Joyce Banda has been formally sworn in as the President of Malawi. What can she bring to an unsteady table?
Her ascent to the top job follows the death of Bingu wa Mutharika on 5 April after the president suffered a heart attack. As the vice-president – and in line with normal democratic procedure – Banda stepped up and assumed the presidential office.
However, there have been a few calls for the new woman to step down from politics, abandon the People’s Party she founded in 2011 and call fresh elections. Wa Mutharika’s chosen successor (his brother Peter) has been sidelined. The (just replaced) Minister of Information, Patricia Kiliati, has claimed that the 61-year-old Banda is ‘incapable of running the country’. And there are many MPs who were close to wa Mutharika and may not stand back so willingly as Banda moves behind the leader’s desk.
Banda has dealt with many of the old guard already by clearing them out and forming her own, refreshed cabinet. This is always a tricky game to play and she has kept in a few wa Mutharika ministers. (But you could argue that they got to stay on only because they had questioned the late president’s economic mismanagement.)
But Malawi has bigger fish to fry than the search for a perfect ministerial mix. There has been a worrying economic mirroring of neighbouring Zimbabwe, with the healthy agricultural policies and surpluses of a few years ago turning into hyperinflation and fuel and food shortages. Homosexuality is illegal and sexual discrimination laws, which are coming into force on the other side of the continent in Angola, are far from appearing in Malawi. The country receives an average of £93m annually in aid from London, which goes some way towards trying to combat the high rates of maternal mortality and the fact that 12% of the working-age population is HIV-positive.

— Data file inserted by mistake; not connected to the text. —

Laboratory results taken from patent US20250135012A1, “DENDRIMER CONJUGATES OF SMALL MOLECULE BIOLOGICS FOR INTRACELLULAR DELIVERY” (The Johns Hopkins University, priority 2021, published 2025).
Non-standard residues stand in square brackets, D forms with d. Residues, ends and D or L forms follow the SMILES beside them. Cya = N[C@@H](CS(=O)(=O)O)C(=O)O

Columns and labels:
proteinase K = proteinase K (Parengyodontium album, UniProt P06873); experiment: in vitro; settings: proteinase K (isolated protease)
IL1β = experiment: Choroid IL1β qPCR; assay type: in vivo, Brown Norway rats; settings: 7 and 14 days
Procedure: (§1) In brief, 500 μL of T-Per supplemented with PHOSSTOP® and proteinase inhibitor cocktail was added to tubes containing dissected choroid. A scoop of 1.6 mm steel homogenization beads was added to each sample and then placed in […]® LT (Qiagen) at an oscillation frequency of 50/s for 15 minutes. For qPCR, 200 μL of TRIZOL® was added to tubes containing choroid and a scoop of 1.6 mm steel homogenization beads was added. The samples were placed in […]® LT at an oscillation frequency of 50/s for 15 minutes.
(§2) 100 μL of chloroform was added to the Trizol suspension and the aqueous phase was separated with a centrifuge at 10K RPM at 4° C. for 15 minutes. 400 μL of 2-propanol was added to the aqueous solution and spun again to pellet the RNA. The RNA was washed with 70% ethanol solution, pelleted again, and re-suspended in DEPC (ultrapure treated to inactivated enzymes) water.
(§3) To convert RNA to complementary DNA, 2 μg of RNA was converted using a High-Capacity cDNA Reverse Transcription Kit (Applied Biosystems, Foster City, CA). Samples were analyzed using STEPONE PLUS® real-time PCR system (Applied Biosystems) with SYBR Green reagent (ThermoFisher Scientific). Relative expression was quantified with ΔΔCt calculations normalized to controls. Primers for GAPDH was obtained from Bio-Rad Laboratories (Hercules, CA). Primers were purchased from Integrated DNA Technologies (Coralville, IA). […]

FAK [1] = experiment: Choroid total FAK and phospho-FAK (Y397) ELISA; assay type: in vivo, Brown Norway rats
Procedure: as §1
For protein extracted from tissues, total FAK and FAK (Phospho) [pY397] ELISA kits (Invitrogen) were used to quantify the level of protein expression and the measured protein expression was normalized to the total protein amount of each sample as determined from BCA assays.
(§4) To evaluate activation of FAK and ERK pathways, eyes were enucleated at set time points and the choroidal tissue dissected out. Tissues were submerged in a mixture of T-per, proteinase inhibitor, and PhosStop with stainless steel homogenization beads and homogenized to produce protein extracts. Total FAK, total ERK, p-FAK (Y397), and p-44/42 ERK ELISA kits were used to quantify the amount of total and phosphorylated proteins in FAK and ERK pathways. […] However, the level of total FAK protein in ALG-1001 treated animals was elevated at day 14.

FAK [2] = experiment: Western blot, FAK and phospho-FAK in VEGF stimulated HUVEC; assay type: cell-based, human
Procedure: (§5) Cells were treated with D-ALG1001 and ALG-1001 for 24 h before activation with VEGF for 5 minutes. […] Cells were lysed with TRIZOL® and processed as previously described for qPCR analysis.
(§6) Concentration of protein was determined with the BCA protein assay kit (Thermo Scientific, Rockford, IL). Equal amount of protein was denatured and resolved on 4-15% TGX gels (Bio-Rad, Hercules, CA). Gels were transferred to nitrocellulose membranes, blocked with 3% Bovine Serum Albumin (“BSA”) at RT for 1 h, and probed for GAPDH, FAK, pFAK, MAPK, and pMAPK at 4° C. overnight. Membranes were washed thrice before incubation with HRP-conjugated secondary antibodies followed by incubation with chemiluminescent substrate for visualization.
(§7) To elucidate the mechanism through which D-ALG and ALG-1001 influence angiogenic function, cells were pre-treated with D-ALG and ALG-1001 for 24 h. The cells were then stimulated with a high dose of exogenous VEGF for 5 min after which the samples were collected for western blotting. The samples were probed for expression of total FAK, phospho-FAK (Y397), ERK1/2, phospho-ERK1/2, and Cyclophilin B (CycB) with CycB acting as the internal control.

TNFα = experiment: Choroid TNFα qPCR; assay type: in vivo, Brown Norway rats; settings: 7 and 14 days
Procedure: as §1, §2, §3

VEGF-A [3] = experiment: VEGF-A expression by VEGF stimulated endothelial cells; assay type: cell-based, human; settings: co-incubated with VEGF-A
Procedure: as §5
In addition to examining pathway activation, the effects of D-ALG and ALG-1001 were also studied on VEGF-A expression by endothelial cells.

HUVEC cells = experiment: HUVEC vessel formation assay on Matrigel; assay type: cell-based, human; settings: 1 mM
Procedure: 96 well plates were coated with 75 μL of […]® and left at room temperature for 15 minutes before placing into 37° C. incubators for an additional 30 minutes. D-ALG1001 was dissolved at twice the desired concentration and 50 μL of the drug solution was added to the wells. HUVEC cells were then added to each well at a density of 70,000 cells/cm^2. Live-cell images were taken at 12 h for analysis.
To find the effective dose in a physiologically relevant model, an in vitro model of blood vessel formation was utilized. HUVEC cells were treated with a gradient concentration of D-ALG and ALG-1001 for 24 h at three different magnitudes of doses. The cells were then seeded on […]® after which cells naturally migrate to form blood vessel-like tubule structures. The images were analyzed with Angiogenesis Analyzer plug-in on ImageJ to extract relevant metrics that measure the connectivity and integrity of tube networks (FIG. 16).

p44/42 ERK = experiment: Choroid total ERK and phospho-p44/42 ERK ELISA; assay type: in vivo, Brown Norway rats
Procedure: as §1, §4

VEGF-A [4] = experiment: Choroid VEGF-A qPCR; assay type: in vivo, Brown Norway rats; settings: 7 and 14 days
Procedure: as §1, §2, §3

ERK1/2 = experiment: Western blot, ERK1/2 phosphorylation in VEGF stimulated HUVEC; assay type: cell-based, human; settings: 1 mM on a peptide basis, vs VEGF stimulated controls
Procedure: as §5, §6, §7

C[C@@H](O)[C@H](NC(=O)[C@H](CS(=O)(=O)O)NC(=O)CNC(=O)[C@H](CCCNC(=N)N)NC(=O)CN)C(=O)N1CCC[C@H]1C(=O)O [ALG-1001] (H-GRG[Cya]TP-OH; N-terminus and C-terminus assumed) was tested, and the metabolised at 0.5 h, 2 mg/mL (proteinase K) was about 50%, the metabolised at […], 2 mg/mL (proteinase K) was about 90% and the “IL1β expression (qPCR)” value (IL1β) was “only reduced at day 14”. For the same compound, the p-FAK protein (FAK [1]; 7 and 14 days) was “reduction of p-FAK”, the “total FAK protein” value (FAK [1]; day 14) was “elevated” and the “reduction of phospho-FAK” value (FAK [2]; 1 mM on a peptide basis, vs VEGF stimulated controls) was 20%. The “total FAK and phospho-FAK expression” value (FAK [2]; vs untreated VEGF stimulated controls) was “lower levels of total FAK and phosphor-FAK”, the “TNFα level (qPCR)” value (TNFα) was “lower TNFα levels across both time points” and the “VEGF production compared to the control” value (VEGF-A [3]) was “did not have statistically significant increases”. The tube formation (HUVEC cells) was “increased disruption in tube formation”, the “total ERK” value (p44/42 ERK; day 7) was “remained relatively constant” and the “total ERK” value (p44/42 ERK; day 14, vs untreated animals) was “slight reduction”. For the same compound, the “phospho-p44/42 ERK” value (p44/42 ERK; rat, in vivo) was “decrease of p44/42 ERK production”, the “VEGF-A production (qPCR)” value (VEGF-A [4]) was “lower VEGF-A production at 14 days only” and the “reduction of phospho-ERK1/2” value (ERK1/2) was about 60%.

To his credit, Bingu wa Mutharika did seem spend much of his first term in office, from 2004-2008, trying to sort out the national nourishment situation and using government subsidies wisely to feed more of the poorer Malawians. But sadly, in recent years, the good governance of the mid-2000s had been eroded by wa Mutharika himself. Some of his comments and methods of running the nation edged on dictatorial, others have been plain odd. He threw out the British High Commissioner for criticising him and tried unsuccessfully to get parliament to amend the constitution to allow him to emulate his “brother” next-door, Robert Mugabe, and continue as president indefinitely. He moved out of the presidential palace in 2005 because he felt it was haunted by invisible animals and summoned exorcists to cleanse the building.
With Joyce Banda taking over in the hot-seat in Lilongwe, the lake-side nation has become the first country in the region to have a female president. This is welcome progress and there has been warm encouragement from the global community for her to seize this opportunity to drive Malawi forward. She has been an ardent defender of women’s rights and is a powerful voice for her country. The death of the president is unfortunate but does provide a chance for the small nation to focus efforts once more on development and important domestic issues such as advancements in education, health and governance. Exorcisms can wait for now.